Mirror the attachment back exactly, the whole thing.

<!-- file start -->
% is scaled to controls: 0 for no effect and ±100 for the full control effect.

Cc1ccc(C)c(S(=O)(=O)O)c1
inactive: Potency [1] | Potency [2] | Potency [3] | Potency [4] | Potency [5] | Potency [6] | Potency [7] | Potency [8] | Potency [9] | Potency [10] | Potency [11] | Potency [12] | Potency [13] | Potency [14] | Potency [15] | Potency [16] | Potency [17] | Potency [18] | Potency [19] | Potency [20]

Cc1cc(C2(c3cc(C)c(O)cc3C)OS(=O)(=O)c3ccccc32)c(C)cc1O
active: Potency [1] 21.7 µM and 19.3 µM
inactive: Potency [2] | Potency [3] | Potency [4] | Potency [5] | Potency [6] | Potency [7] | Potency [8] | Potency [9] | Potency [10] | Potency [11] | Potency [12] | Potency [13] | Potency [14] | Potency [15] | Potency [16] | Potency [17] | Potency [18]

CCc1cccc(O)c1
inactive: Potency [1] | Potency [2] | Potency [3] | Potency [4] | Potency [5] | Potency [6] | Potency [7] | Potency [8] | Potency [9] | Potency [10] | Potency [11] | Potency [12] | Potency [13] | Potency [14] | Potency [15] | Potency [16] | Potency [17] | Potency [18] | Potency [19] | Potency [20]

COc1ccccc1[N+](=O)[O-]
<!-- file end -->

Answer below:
% is scaled to controls: 0 for no effect and ±100 for the full control effect.

Cc1ccc(C)c(S(=O)(=O)O)c1
inactive: Potency [1] | Potency [2] | Potency [3] | Potency [4] | Potency [5] | Potency [6] | Potency [7] | Potency [8] | Potency [9] | Potency [10] | Potency [11] | Potency [12] | Potency [13] | Potency [14] | Potency [15] | Potency [16] | Potency [17] | Potency [18] | Potency [19] | Potency [20]

Cc1cc(C2(c3cc(C)c(O)cc3C)OS(=O)(=O)c3ccccc32)c(C)cc1O
active: Potency [1] 21.7 µM and 19.3 µM
inactive: Potency [2] | Potency [3] | Potency [4] | Potency [5] | Potency [6] | Potency [7] | Potency [8] | Potency [9] | Potency [10] | Potency [11] | Potency [12] | Potency [13] | Potency [14] | Potency [15] | Potency [16] | Potency [17] | Potency [18]

CCc1cccc(O)c1
inactive: Potency [1] | Potency [2] | Potency [3] | Potency [4] | Potency [5] | Potency [6] | Potency [7] | Potency [8] | Potency [9] | Potency [10] | Potency [11] | Potency [12] | Potency [13] | Potency [14] | Potency [15] | Potency [16] | Potency [17] | Potency [18] | Potency [19] | Potency [20]

COc1ccccc1[N+](=O)[O-]